Western Europe 1939-1945: The end of the war

How might Churchill have replied to this telegram?


Source a

Collaborators being rounded up in Maastricht, September 1945

Catalogue ref: WO 202/850

Collaborators being rounded up in Maastricht; WO 202/850

Source b

Dutch Nazis and S.S. being rounded up by the Dutch underground in Amsterdam, May 1945

Catalogue ref: WO 202/850

Dutch Nazis and S.S. being rounded up in Amsterdam; WO 202/850
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What is this source?

These photographs show collaborators being rounded up in the Netherlands at the end of the war. The photographs come from a collection taken by the 1st Canadian Photographic Unit that show different aspects of life during the liberation of the Netherlands in 1945.

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Collaborators were people from occupied countries who had co-operated with the German forces.


What’s the background to this source?

For most of the war Nazi Germany controlled vast areas of Eastern and Western Europe, including part of Britain, the Channels Islands. Life under German rule was hard. In Western Europe treatment was generally better than Eastern Europe, but even in Western Europe food was scarce and men could be transported back to Germany to be used as labour. In these circumstances it was inevitable that some people would co-operate with the occupying German forces.

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Collaboration covered a huge range of activities. At one end of the scale there were governments and regimes that actively worked with the Nazis. For example, General Petain collaborated with the Germans in setting up the pro Nazi Vichy France regime in the southern half of France. At the other extreme, collaboration could take the form of a local girl going out with a German soldier.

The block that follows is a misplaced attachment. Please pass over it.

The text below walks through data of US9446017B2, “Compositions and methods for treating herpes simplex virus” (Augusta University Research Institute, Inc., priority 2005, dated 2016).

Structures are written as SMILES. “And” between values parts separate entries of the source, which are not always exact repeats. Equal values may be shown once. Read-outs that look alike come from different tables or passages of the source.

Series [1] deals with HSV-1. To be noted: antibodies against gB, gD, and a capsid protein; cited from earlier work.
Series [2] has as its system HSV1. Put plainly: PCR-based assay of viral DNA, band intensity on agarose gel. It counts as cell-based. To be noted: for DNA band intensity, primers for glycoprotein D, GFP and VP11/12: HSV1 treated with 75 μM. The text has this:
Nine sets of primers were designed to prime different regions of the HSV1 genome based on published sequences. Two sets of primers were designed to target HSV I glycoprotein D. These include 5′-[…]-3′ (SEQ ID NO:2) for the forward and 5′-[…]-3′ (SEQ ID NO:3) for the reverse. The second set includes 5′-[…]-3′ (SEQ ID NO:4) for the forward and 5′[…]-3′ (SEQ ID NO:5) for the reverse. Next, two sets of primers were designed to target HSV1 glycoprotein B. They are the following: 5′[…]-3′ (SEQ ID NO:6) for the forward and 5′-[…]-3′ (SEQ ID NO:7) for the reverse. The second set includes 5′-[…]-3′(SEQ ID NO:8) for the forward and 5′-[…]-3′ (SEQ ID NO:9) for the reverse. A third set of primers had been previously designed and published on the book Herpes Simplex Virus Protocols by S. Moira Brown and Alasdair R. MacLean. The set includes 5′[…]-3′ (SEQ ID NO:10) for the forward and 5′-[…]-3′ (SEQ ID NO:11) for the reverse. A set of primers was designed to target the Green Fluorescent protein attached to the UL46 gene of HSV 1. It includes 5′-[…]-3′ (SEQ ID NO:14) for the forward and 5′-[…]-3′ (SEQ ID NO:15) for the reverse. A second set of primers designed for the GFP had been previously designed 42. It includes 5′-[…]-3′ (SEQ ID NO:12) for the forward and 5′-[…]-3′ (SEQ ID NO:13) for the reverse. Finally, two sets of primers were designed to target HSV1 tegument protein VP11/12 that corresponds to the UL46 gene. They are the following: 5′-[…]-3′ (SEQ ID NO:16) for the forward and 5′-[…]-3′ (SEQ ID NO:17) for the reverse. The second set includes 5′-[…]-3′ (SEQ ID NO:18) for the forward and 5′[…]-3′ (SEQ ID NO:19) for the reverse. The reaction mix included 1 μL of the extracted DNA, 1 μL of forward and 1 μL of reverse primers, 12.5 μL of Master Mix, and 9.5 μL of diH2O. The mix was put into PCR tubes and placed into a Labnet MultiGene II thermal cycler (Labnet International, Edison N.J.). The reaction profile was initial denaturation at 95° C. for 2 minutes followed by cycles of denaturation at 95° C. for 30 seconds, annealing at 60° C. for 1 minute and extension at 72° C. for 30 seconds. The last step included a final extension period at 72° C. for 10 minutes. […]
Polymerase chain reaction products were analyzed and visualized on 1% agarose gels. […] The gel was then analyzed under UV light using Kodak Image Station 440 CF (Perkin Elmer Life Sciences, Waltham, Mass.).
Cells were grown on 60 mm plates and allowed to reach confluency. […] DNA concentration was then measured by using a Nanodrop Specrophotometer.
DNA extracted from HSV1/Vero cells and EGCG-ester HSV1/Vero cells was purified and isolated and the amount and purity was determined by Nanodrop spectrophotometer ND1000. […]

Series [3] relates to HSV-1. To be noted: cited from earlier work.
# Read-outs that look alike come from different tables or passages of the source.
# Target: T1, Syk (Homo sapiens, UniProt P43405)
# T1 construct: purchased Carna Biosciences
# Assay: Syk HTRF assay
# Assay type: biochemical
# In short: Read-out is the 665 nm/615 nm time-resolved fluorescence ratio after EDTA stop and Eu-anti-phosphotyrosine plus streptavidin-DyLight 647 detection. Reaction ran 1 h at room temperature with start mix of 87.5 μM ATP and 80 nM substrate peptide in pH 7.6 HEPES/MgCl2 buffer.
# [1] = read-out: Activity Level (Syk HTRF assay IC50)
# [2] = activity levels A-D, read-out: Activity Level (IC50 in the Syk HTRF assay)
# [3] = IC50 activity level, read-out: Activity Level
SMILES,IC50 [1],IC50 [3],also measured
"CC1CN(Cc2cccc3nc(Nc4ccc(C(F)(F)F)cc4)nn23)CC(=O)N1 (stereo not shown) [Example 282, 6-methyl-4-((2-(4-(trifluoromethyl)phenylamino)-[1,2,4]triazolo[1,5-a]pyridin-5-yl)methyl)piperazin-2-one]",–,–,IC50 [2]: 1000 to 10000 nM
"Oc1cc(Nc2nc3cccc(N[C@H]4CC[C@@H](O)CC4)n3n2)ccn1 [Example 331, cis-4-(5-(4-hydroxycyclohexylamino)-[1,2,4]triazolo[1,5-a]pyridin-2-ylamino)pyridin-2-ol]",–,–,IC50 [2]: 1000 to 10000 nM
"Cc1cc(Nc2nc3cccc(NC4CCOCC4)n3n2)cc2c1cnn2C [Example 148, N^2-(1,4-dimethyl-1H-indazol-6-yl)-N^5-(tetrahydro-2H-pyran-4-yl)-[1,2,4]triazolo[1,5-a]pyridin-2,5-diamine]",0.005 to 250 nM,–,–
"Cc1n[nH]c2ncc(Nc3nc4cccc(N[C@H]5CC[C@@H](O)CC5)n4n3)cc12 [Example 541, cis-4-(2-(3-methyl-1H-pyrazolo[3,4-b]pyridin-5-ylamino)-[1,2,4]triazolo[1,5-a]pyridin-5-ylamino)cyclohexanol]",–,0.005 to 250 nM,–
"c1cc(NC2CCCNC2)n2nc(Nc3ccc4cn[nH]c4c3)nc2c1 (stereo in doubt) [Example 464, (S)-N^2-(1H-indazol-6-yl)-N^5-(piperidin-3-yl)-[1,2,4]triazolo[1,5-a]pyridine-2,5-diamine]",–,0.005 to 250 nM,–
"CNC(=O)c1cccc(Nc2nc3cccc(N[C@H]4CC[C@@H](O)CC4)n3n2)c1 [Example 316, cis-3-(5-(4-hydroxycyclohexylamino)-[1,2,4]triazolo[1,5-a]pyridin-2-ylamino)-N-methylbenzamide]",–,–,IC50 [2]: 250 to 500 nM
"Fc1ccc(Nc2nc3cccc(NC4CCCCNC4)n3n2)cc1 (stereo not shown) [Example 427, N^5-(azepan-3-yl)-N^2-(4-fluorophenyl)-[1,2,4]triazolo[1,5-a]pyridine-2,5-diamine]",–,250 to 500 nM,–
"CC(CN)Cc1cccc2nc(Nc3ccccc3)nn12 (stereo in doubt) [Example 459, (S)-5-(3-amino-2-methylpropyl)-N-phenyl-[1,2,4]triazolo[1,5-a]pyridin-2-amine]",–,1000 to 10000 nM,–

It’s worth knowing that...

At the end of the war there was great bitterness and anger towards collaborators. Some collaborators were guilty of war crimes. Many more had acted because of intimidation, fear or bribery. Either way, collaboration left a bitter memory and those memories still divide many European countries today. At the same time, the divisions left by the war were one of the main factors that led to the formation of the Common Market and the European Union. It is an incredible achievement that in less than 40 years after the war, Germany and France have become close allies, and remain so today.

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Many countries in Western Europe are still coming to terms with what happened under Nazi occupation. In Norway, for example, there is a conscious effort in museums relating to WW2 to portray both the story of resistance to Nazi rule and the story of collaboration with Nazi rule.


How will you use this source?

  1. What is happening in these images?
  2. How do you think the collaborators will be treated?
  3. Would you be concerned that there may be mistakes or injustices carried out in scenes like this?
  4. What is the challenge for the future of Europe as shown by these images?
  5. What have you learned from this source that would go into Churchill’s reply to the telegram?

You could use this framework for Churchill’s reply.